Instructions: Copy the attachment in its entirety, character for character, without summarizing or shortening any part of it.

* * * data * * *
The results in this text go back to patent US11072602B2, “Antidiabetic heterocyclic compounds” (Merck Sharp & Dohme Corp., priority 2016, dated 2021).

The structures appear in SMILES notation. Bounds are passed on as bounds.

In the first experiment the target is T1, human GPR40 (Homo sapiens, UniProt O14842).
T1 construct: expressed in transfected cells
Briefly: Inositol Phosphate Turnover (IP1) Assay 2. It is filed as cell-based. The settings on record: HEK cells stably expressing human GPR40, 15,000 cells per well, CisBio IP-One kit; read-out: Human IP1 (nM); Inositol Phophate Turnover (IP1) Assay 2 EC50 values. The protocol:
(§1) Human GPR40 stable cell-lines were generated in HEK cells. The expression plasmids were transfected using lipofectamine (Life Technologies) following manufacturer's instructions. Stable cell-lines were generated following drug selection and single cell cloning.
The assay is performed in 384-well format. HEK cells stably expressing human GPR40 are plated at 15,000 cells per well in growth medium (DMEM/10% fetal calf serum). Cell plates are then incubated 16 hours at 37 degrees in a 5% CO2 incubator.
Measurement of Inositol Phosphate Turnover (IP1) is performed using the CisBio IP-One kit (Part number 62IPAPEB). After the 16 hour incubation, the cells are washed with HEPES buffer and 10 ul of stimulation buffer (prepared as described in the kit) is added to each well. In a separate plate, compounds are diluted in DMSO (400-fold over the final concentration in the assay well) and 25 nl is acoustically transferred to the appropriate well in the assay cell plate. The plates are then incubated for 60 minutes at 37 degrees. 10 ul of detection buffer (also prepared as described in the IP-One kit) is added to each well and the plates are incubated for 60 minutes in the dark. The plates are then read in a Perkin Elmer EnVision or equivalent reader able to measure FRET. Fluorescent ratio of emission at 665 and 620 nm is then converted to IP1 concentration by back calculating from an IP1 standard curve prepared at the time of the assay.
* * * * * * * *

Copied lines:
The results in this text go back to patent US11072602B2, “Antidiabetic heterocyclic compounds” (Merck Sharp & Dohme Corp., priority 2016, dated 2021).

The structures appear in SMILES notation. Bounds are passed on as bounds.

In the first experiment the target is T1, human GPR40 (Homo sapiens, UniProt O14842).
T1 construct: expressed in transfected cells
Briefly: Inositol Phosphate Turnover (IP1) Assay 2. It is filed as cell-based. The settings on record: HEK cells stably expressing human GPR40, 15,000 cells per well, CisBio IP-One kit; read-out: Human IP1 (nM); Inositol Phophate Turnover (IP1) Assay 2 EC50 values. The protocol:
(§1) Human GPR40 stable cell-lines were generated in HEK cells. The expression plasmids were transfected using lipofectamine (Life Technologies) following manufacturer's instructions. Stable cell-lines were generated following drug selection and single cell cloning.
The assay is performed in 384-well format. HEK cells stably expressing human GPR40 are plated at 15,000 cells per well in growth medium (DMEM/10% fetal calf serum). Cell plates are then incubated 16 hours at 37 degrees in a 5% CO2 incubator.
Measurement of Inositol Phosphate Turnover (IP1) is performed using the CisBio IP-One kit (Part number 62IPAPEB). After the 16 hour incubation, the cells are washed with HEPES buffer and 10 ul of stimulation buffer (prepared as described in the kit) is added to each well. In a separate plate, compounds are diluted in DMSO (400-fold over the final concentration in the assay well) and 25 nl is acoustically transferred to the appropriate well in the assay cell plate. The plates are then incubated for 60 minutes at 37 degrees. 10 ul of detection buffer (also prepared as described in the IP-One kit) is added to each well and the plates are incubated for 60 minutes in the dark. The plates are then read in a Perkin Elmer EnVision or equivalent reader able to measure FRET. Fluorescent ratio of emission at 665 and 620 nm is then converted to IP1 concentration by back calculating from an IP1 standard curve prepared at the time of the assay.